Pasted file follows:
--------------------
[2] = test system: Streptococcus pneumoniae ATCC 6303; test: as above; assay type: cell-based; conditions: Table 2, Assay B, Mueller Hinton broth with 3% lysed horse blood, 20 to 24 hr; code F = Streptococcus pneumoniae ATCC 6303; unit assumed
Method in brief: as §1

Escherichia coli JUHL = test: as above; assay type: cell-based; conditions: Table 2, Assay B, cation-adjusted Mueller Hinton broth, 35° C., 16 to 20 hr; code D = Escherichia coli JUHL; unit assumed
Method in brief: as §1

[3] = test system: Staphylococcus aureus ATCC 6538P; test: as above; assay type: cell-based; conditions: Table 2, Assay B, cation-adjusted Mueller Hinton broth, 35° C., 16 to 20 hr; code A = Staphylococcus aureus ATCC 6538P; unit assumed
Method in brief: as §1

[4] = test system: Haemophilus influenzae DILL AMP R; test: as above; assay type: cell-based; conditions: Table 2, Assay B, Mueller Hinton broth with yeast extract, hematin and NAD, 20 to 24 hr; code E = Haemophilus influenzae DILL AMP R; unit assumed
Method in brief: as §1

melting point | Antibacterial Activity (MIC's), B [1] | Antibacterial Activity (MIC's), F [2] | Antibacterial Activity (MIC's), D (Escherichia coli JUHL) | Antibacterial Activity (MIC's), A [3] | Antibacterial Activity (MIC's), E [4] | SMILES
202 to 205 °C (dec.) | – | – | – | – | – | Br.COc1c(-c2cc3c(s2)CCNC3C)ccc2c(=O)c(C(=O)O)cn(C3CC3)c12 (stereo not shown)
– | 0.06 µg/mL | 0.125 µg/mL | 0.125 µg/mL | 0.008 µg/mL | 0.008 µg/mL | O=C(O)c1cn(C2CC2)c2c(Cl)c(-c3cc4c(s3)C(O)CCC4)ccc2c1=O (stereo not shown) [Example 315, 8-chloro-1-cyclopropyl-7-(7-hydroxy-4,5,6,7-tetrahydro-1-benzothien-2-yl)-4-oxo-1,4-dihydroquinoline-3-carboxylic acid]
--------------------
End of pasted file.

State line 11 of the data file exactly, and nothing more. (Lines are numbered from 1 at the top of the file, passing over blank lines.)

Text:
– | 0.06 µg/mL | 0.125 µg/mL | 0.125 µg/mL | 0.008 µg/mL | 0.008 µg/mL | O=C(O)c1cn(C2CC2)c2c(Cl)c(-c3cc4c(s3)C(O)CCC4)ccc2c1=O (stereo not shown) [Example 315, 8-chloro-1-cyclopropyl-7-(7-hydroxy-4,5,6,7-tetrahydro-1-benzothien-2-yl)-4-oxo-1,4-dihydroquinoline-3-carboxylic acid]